Learn how to make your own xanthan gum hair gel with tips from the Curl Chemist.
Xanthan gum is found in many products, including food items, cosmetics and personal care products. It also appears in many shampoos, conditioners and styling agents. Its current popularity can in part be attributed to its plant-based origins and biodegradability. Home-based kitchen chemists who formulate their own products have found it to be a useful and easy-to-use additive for hair gels and conditioners.
What exactly is this material, though? Its name does not reveal much information regarding its chemical nature or its purpose in a product.
Xanthan Gum's Chemical Structure
Xanthan gum is a naturally derived polymeric carbohydrate (polysaccharide) with a very high molecular weight (in the millions of grams per mole). It is obtained via a fermentation process utilizing the bacterium Xanthomonas campestris, which can be obtained from a variety of plant-based sources.
The polymer backbone is comprised of repeating units of a simple sugar molecule (beta – (1,4) D-glucose), and the side chains pendant to the backbone are trisaccharides, made up of alpha-D-mannose, beta-D-glucoronic acid, and beta-D-mannose paired with a pyruvate group. The side chains possess an anionic (negative) charge, and they make up the bulk of the weight of the polymer, and thus contribute the majority of the properties for which Xanthan gum is prized.
Xanthan Gum's Physical Properties
Xanthan gum is readily soluble in either hot or cold water. It is generally unaffected by pH, is very tolerant of electrolytes, and is stable over a wide range of temperatures. These properties make it extremely easy to work with both in formulation and production.
Xanthan gum is most often used for its unique rheological (affecting the flow of the liquid) properties. In both neutral and charged solutions, it imparts higher viscosity to the formula, making it thicker and more resistant to flow. In a neutral solution, the polymer molecules are in the random coil state, and thickening is achieved primarily via chain entanglements between the very long polymers. Imagine a mass of spaghetti noodles all piled together in a bowl and how they all become intertwined with one another.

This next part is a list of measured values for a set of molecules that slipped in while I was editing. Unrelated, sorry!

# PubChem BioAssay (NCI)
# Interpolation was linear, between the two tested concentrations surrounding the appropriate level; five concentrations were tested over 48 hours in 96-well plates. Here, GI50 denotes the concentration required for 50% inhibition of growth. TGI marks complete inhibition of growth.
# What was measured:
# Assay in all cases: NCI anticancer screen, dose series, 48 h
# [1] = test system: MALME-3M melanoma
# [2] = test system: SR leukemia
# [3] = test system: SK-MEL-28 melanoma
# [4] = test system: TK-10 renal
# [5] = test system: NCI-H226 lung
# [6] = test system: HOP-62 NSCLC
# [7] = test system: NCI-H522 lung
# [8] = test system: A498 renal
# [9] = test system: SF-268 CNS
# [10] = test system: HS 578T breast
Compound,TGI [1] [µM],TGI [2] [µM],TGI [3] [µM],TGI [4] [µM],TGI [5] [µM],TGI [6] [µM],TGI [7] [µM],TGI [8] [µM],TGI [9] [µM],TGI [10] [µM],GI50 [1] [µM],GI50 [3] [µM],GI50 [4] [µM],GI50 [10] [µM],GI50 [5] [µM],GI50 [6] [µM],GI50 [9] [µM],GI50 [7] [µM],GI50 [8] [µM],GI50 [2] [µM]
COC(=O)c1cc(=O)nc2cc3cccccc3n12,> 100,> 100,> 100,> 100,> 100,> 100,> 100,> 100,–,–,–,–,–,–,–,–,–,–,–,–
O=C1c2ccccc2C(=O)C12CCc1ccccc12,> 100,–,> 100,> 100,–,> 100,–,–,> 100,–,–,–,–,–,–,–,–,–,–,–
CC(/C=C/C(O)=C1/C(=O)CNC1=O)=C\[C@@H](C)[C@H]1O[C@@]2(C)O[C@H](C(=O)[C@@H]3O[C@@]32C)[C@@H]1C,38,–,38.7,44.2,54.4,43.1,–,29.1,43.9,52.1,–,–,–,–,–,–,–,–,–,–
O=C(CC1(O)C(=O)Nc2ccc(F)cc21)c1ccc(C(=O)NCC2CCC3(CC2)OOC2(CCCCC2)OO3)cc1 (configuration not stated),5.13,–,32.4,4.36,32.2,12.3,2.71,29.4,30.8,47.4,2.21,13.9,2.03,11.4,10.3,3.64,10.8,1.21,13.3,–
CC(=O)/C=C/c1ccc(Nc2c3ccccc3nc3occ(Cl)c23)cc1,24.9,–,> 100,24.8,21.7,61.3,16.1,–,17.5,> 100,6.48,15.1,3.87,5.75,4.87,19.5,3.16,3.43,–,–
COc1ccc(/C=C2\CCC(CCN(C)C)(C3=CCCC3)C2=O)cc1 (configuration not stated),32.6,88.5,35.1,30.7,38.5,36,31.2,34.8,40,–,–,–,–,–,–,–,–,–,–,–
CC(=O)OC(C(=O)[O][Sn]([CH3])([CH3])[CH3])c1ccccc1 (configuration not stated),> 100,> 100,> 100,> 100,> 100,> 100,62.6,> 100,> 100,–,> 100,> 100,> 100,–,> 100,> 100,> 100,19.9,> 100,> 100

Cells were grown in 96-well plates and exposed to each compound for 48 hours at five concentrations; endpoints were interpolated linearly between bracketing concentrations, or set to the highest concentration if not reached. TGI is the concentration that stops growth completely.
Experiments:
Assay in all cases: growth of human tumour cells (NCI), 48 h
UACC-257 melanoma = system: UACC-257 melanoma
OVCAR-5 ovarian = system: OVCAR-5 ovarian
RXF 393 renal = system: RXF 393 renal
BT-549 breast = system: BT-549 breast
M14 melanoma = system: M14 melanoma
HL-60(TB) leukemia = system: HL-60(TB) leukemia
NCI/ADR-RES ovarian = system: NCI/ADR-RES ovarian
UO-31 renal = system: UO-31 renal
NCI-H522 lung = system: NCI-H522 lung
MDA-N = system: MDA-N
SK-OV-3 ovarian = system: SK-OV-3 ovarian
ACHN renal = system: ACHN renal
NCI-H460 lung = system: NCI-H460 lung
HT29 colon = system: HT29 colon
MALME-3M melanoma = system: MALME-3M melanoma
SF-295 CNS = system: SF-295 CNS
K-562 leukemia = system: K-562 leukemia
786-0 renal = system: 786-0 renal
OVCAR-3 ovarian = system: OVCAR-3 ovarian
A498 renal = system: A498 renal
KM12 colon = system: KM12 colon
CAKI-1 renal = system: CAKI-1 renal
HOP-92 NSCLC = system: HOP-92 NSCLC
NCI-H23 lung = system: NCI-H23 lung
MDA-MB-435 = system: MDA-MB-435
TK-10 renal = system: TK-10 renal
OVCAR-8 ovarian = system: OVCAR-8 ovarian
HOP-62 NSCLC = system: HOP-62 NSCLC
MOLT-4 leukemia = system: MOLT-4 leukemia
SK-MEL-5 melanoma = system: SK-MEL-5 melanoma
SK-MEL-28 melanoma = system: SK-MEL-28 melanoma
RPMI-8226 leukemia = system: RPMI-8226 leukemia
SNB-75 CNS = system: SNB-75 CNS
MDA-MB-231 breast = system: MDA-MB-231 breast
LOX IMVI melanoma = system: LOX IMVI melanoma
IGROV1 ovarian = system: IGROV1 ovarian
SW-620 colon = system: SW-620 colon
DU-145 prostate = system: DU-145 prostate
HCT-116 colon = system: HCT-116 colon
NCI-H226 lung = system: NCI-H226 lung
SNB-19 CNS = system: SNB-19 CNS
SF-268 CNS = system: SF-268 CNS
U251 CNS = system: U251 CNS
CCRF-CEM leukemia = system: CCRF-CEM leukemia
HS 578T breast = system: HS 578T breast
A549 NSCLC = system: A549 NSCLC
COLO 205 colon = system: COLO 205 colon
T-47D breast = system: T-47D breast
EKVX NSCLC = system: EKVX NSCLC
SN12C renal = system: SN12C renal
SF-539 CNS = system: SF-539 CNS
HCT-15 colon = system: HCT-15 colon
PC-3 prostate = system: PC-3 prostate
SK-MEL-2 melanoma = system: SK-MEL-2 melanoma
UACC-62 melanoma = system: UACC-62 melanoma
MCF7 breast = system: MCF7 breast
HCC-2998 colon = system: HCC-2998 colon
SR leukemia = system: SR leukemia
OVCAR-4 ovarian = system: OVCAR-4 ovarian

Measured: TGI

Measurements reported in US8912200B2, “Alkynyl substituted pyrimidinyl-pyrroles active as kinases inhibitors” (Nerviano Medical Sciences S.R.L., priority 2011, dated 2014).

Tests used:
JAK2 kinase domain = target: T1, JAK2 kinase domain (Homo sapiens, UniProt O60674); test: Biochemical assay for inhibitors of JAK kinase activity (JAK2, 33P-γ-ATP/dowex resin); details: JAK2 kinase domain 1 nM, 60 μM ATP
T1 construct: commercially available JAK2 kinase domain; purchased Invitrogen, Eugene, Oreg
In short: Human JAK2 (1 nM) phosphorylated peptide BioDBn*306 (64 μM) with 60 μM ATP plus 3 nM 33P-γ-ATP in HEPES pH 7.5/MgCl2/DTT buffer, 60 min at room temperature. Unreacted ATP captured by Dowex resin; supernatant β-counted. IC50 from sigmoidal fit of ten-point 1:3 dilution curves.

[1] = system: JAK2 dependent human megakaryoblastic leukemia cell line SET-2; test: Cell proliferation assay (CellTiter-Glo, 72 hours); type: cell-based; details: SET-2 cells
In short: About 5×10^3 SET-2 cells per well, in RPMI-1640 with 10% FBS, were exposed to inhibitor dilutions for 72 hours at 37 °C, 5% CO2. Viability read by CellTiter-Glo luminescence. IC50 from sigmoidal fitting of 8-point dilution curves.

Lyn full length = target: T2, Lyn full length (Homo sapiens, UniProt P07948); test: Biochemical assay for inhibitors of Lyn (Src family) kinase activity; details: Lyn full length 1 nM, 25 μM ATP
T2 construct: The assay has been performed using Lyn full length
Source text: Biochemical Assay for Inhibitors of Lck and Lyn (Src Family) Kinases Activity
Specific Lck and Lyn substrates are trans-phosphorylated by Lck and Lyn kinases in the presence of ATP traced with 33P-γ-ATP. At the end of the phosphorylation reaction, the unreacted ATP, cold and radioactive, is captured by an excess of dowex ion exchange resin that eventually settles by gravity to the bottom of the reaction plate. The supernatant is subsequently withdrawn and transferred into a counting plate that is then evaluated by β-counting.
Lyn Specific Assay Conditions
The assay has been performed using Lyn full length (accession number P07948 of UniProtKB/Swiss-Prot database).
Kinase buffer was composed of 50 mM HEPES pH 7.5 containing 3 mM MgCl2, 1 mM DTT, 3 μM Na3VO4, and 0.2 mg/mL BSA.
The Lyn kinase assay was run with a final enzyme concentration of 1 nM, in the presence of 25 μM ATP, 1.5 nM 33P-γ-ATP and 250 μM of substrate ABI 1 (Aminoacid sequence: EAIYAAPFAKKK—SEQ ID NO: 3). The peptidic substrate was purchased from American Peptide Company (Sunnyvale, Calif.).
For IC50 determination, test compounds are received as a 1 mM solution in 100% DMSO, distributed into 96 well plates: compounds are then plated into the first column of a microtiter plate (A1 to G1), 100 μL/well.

In solutions containing electrolytes, the polymer molecules collapse and form somewhat rigid helical rods that can pack together and form gel networks via hydrogen bonding. Polymers that form gels when mixed with water like this are called hydrocolloids. These gels are stable over a wide range of temperatures. Also, since the polymers are completely soluble in the aqueous solution, the subsequent gels formed are very clear, which is a highly desirable property in the styling product market.
Hydrocolloid gels made with xanthan gum are pseudoplastic materials, meaning that the viscosity of these solutions undergoes shear thinning (decreases) when a shear force is applied. This makes it easier for the fluid to move or flow when it is shaken, stirred, or squeezed. What happens is that the forces break down the gel network so that the individual polymer molecules can slide past one another.
This is a great advantage both for processing the materials as well as for application as a finished good. Shear thinning reduces the effort required to squeeze or pump gel or lotion out of a bottle or toothpaste from a tube, which renders it easily applied to hair, skin, or a toothbrush. Once the shear force is removed, the gel network re-forms and the viscosity builds up again. This makes xanthan gum an excellent emulsion stabilizer also.